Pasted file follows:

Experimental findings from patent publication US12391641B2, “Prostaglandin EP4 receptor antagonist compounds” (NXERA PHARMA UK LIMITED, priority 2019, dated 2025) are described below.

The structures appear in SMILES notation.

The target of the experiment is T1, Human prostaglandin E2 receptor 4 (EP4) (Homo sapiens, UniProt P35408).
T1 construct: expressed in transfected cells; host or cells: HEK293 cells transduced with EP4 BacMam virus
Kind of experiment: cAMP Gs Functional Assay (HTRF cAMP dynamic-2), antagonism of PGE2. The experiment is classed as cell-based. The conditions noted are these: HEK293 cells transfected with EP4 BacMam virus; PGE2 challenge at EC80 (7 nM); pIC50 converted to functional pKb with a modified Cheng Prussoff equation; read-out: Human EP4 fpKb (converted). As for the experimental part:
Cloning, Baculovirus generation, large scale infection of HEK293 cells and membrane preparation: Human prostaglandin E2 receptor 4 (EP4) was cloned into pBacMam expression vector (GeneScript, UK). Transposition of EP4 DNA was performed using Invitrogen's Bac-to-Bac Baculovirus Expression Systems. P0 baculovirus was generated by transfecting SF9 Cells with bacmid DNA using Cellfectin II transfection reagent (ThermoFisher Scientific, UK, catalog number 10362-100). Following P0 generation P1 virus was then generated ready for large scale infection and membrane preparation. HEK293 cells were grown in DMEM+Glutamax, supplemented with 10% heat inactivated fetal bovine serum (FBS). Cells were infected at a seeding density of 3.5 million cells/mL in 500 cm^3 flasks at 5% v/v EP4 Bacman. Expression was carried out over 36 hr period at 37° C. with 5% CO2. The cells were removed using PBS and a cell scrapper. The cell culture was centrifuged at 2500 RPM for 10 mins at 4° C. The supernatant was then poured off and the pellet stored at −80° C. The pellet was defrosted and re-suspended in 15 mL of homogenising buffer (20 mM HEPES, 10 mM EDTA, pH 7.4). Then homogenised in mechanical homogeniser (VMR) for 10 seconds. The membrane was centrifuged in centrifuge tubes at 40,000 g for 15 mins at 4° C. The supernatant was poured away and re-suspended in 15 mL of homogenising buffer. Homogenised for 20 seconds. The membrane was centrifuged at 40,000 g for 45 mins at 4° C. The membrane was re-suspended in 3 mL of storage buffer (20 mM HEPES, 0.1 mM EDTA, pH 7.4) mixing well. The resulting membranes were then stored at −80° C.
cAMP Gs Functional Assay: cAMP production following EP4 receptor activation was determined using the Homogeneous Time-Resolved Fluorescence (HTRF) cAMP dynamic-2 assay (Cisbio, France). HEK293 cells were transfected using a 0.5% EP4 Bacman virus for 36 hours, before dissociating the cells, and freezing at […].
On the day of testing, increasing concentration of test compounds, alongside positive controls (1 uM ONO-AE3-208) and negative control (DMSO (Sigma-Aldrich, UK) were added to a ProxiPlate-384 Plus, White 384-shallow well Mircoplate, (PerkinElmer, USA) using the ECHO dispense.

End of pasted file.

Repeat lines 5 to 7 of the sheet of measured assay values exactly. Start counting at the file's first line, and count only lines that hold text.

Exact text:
Kind of experiment: cAMP Gs Functional Assay (HTRF cAMP dynamic-2), antagonism of PGE2. The experiment is classed as cell-based. The conditions noted are these: HEK293 cells transfected with EP4 BacMam virus; PGE2 challenge at EC80 (7 nM); pIC50 converted to functional pKb with a modified Cheng Prussoff equation; read-out: Human EP4 fpKb (converted). As for the experimental part:
Cloning, Baculovirus generation, large scale infection of HEK293 cells and membrane preparation: Human prostaglandin E2 receptor 4 (EP4) was cloned into pBacMam expression vector (GeneScript, UK). Transposition of EP4 DNA was performed using Invitrogen's Bac-to-Bac Baculovirus Expression Systems. P0 baculovirus was generated by transfecting SF9 Cells with bacmid DNA using Cellfectin II transfection reagent (ThermoFisher Scientific, UK, catalog number 10362-100). Following P0 generation P1 virus was then generated ready for large scale infection and membrane preparation. HEK293 cells were grown in DMEM+Glutamax, supplemented with 10% heat inactivated fetal bovine serum (FBS). Cells were infected at a seeding density of 3.5 million cells/mL in 500 cm^3 flasks at 5% v/v EP4 Bacman. Expression was carried out over 36 hr period at 37° C. with 5% CO2. The cells were removed using PBS and a cell scrapper. The cell culture was centrifuged at 2500 RPM for 10 mins at 4° C. The supernatant was then poured off and the pellet stored at −80° C. The pellet was defrosted and re-suspended in 15 mL of homogenising buffer (20 mM HEPES, 10 mM EDTA, pH 7.4). Then homogenised in mechanical homogeniser (VMR) for 10 seconds. The membrane was centrifuged in centrifuge tubes at 40,000 g for 15 mins at 4° C. The supernatant was poured away and re-suspended in 15 mL of homogenising buffer. Homogenised for 20 seconds. The membrane was centrifuged at 40,000 g for 45 mins at 4° C. The membrane was re-suspended in 3 mL of storage buffer (20 mM HEPES, 0.1 mM EDTA, pH 7.4) mixing well. The resulting membranes were then stored at −80° C.
cAMP Gs Functional Assay: cAMP production following EP4 receptor activation was determined using the Homogeneous Time-Resolved Fluorescence (HTRF) cAMP dynamic-2 assay (Cisbio, France). HEK293 cells were transfected using a 0.5% EP4 Bacman virus for 36 hours, before dissociating the cells, and freezing at […].